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The Sherlock Holmes Journal, Summer 2021
The Sherlock Holmes Journal is published twice a year, usually in June and December.
It is the official voice of the Society and contains its transactions, news and reviews, letters and editorial notes. It is also home to the most erudite scholarship, publishing learned articles from Holmesians world-wide who have something to say on any aspect of Sherlock Holmes and his world. It has been appearing without a break since the first issue in May 1952.
Editorial: “The Days of Our Years Are Threescore Years and Ten” * Even in these strange times there is cause for celebration: the Society is 70 years old! (Or 70 years young if you prefer.)
Editorial Notes: * Correcting an error in the previous issue – “Dear me, Mr Holmes! Dear me!” * This year’s recipient of the Tony Howlett Award for outstanding service to the Society is Elaine McCafferty. * Our Sherlockian postcard specialist, Sarah Obermuller-Bennett, has come across a rather saucy example! * Paul Thomas Miller has created a potentially invaluable “Chapter & Verse Edition” of the Sherlock Holmes canon, freely accessible athttps://chapterandverseholmes.co.uk. * Baker Street in Middlesbrough boasts no fewer than three Holmes-themed pubs! * Was Conan Doyle inspired by Ambrose Bierce when he wrote of “the politician, the lighthouse and the trained cormorant”? * Is there photographic evidence that Arthur Conan Doyle played golf at the Royal Blackheath Golf Club? * The British Film Institute has begun a two-year complete restoration of the classic series of silent movies starring Eille Norwood as Sherlock Holmes.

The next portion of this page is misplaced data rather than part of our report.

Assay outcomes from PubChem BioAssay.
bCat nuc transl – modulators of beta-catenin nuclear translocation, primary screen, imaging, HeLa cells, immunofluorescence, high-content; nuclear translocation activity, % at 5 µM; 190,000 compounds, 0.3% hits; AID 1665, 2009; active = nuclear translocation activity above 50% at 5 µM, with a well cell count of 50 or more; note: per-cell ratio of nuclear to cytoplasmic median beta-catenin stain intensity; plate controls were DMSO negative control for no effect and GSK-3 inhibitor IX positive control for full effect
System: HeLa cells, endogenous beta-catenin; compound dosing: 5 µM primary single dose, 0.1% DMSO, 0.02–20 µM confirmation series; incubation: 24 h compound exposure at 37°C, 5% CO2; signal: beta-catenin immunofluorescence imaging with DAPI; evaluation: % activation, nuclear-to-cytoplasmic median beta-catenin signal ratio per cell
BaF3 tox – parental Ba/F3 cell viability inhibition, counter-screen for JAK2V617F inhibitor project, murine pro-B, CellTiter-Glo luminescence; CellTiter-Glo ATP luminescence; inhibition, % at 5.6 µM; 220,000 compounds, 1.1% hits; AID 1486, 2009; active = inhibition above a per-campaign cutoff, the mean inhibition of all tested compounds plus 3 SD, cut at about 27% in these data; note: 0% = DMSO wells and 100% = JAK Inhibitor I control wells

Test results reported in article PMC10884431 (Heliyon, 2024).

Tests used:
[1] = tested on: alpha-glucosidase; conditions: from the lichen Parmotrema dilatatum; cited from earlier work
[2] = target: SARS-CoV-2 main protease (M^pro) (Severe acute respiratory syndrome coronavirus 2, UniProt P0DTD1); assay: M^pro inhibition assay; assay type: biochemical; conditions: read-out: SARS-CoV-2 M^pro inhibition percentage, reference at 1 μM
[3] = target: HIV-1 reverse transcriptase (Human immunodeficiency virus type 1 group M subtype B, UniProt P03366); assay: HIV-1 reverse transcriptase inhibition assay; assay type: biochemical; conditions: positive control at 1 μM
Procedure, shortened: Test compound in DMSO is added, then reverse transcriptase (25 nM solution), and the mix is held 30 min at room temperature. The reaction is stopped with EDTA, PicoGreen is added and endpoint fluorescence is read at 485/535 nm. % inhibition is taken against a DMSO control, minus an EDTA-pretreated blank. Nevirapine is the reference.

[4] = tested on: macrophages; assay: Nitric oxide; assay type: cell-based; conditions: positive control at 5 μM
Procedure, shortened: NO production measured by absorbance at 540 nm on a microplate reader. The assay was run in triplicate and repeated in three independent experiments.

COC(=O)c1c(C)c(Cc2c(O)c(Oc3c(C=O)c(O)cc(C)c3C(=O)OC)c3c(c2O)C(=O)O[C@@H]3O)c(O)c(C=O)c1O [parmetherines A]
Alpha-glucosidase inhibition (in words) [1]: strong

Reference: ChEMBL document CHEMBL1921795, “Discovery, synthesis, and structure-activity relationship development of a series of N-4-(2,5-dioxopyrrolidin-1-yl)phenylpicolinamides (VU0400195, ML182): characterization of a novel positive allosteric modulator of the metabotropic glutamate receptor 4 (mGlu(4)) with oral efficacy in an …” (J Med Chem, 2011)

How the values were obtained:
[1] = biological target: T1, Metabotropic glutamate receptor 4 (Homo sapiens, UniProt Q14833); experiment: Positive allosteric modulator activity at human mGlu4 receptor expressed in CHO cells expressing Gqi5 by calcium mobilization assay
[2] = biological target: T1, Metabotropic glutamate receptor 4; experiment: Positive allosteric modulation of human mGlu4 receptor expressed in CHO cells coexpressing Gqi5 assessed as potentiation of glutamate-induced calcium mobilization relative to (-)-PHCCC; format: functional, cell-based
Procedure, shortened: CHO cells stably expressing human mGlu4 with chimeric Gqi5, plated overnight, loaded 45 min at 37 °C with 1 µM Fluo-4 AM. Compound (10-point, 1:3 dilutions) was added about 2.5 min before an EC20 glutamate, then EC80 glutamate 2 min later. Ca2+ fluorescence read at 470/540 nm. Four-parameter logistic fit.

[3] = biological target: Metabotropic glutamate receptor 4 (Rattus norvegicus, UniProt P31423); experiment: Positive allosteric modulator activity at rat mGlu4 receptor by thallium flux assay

“Sherlock Holmes and the Norfolk Connection” by Kelvin IJones * The phantom hound of Dartmoor was born in East Anglia!
“Why We Should Thank the Great ‘Russian Influenza’ Pandemic (1889-1894” by Michael Duke and Ross Philpot * Conan Doyle’s recovery from the deadly disease was a critical factor in his decision to abandon medicine for literature.
“The Curious Case of Brend, Roberts and Metcalfe: A Study in Serendipity” by Nicholas Utechin * A letter taped inside a copy of S.C. Roberts’s Doctor Watson helped Nick Utechin to fill a gap or two in the Society’s early history.
“Another Curious Case of Serendipity” by Roger Johnson * The lengthy inscription in another S.C. Roberts book raises more questions than answers about the original owner, an early member of the Society.
Three-Minute Problems: Papers presented at the Society’s first Online Meeting, 21st July 2020 (part 2) * What should have been the Spring Meeting, held as usual at the National Liberal Club, was conducted via Zoom. Thirteen speakers each gave a talk of no longer than three minutes. In this issue we present those by Bonnie MacBird, Zelia Young, Paul Askew, Richard Krisciunas and Auberon Redfearn.